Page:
You need to model frequency-dependent transmission-line losses for longer segments of backplane traces and cables. Skin effect and dielectric loss are the two key components of the transmission-line losses, degrading rise time and amplitude in the signal (Reference 8). Rise-time degradation can cause significant difference in delay between the driver and a receiver, and amplitude degradation can prevent the receiver from switching. Both of these effects combine with the crosstalk-related pattern-dependent jitter to significantly degrade the eye diagram.
Different circuit simulators support different lossy-transmission-line-simulation capabilities. Reference 9 discusses a practical approach to lossy-transmission-line modeling using TDR, and Figure 6 presents sample results. Once you extract the loss parameters, you can save the model in several lossy-transmission-line simulator-specific or simulator-independent formats, depending on your requirements.
Good time-domain correlation between simulation and measurement for both reflection and transmission data observed in Figure 6 is typically sufficient to obtain good delay-prediction accuracy. However, when predicting the eye diagram, it may be necessary to ensure that both the time and the frequency domains for the model correlate (Figure 6).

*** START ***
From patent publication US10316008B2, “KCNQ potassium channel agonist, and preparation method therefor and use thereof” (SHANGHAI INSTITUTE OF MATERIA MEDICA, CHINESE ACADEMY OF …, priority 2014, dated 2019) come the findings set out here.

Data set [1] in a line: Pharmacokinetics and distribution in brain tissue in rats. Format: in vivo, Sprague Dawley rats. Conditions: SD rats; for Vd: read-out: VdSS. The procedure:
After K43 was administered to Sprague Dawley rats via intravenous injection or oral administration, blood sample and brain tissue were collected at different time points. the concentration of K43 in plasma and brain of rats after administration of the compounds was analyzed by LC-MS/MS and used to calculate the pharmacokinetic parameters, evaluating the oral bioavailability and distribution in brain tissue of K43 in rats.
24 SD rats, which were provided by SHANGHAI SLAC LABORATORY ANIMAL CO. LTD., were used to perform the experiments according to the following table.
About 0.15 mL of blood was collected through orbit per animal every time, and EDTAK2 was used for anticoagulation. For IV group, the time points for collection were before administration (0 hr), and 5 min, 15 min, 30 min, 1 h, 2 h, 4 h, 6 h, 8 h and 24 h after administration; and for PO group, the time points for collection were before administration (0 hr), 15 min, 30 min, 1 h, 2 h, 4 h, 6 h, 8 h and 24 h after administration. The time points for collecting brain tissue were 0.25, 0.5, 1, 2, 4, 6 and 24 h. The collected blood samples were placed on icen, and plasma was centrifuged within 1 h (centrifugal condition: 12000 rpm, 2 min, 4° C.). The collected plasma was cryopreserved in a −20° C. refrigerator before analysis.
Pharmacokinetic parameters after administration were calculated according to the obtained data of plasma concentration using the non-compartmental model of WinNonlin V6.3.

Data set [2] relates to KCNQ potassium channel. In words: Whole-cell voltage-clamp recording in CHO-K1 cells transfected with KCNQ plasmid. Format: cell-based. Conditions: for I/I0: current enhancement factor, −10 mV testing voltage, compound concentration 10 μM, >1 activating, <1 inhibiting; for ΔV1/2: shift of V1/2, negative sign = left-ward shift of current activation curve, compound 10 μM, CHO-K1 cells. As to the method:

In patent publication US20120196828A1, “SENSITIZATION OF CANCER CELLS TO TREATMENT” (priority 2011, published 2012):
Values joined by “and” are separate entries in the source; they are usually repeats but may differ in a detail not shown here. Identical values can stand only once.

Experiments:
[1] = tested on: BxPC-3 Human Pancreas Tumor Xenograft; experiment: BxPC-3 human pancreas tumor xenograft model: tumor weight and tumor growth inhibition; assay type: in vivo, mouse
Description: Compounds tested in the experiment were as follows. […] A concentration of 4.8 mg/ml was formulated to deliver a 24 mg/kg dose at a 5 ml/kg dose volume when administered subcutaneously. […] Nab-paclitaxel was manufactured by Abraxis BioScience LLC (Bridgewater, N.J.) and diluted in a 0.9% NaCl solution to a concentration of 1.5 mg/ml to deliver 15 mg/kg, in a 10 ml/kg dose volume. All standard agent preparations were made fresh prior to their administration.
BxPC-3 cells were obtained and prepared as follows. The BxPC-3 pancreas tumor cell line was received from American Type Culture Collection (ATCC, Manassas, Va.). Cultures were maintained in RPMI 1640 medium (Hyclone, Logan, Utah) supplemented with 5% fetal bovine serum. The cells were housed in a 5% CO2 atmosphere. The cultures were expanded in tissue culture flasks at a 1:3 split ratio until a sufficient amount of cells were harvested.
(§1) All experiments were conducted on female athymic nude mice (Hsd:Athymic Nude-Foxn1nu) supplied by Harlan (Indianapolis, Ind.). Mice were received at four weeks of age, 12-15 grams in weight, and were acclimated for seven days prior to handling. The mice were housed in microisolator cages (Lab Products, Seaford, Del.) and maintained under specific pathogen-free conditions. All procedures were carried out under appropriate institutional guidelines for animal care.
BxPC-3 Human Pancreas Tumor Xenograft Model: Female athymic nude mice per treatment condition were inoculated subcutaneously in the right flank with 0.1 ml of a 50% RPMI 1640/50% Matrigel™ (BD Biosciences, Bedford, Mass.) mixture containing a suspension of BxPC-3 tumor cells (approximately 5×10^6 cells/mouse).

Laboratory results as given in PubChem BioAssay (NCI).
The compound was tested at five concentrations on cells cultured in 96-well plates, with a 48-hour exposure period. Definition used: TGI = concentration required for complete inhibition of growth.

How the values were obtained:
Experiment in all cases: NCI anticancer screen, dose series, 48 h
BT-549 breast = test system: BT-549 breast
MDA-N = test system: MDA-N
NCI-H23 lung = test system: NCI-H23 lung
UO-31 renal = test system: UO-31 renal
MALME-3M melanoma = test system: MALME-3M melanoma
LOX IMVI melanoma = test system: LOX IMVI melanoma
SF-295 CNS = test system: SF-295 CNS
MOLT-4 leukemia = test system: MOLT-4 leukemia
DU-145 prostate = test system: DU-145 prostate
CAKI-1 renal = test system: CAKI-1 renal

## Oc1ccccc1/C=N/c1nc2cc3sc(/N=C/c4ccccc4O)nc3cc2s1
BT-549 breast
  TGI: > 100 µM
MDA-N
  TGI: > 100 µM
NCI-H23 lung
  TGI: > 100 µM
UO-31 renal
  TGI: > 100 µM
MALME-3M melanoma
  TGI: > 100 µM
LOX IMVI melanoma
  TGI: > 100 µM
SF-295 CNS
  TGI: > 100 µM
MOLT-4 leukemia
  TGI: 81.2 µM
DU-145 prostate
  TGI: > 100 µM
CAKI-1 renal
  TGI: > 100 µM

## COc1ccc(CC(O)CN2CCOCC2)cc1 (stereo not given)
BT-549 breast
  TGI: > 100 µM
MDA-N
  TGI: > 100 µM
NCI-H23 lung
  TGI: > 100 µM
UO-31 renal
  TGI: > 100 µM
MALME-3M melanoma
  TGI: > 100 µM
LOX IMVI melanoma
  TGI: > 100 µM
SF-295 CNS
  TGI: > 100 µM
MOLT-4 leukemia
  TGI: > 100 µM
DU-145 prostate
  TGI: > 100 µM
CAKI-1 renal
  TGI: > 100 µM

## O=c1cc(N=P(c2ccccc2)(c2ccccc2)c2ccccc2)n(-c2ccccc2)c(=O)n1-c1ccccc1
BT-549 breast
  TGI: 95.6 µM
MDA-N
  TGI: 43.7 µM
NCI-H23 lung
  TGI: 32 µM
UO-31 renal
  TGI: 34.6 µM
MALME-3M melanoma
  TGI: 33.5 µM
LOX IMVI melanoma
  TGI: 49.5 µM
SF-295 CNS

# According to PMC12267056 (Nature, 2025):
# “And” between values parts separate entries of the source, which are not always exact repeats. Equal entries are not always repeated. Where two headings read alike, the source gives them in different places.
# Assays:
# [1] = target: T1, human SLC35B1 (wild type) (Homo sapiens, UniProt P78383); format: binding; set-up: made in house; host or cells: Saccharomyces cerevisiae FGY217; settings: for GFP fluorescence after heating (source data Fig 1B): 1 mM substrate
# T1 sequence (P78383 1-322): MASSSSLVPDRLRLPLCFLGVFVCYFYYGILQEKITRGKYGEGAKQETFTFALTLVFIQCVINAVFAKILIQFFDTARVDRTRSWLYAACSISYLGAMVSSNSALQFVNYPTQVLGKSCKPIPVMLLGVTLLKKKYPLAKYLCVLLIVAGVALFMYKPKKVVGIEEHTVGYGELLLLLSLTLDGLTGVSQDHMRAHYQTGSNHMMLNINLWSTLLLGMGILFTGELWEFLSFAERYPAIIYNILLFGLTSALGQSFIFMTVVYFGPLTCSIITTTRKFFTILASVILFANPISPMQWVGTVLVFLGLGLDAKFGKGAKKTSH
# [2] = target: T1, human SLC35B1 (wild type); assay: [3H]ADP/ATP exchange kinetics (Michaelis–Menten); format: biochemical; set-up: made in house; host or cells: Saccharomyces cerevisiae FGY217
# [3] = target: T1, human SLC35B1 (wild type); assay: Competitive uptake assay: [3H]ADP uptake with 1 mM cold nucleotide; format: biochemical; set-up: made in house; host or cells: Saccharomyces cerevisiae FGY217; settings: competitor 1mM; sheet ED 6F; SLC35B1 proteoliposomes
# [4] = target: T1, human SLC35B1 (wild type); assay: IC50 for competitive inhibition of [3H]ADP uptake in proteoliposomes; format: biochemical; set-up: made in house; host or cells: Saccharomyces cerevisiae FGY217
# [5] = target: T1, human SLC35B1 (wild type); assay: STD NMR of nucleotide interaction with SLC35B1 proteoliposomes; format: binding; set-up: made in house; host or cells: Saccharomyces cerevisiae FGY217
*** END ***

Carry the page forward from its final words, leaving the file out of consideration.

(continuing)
For differential transmission-line modeling and coupled lossy-transmission-line analysis, follow the discussion above. If your coupled-transmission-line structure is symmetric, and you can focus on the differential- or odd-mode analysis, you need to perform only the odd-mode loss characterization. If you need to produce a complete coupled-line structure, including both differential and common mode, then you must perform differential and common-mode measurements (Reference 7). For both differential and common-mode measurements, it is sufficient to acquire only one stimulus or response channel on the oscilloscope.
Even though you do not acquire the second channel, you capture the interaction (coupling and losses) in the lines. Based on these measurements, you can extract the loss characteristics, and save either the simulator-independent coupled-line configuration or a simulator-specific lossy-coupled-line model (Reference 7). If you use the simulator specific configuration, the modeling process may flow more smoothly and easily if you start the modeling with the true-impedance-profile computation, create a lossless-transmission-line configuration, and then change the lossless-transmission-line configuration into a lossy line (Figure 7). Once you extract and validate the loss parameters for a given transmission-line structure, you can put together a complete model of the interconnect system.
Putting it all together
The first example, covering a cable-connector pc-board fixture, demonstrates characterization of a single-ended test fixture, with the SMA connectors attached to the fixture to enable an easy connection to the TDR oscilloscope. The fixture under test, for characterization of coaxial-cable assemblies, uses the Joy Signal Technology/Meritec Z-Trace shielded female coaxial connector. Device-under-test characterization produced the circuit model in Figure 8.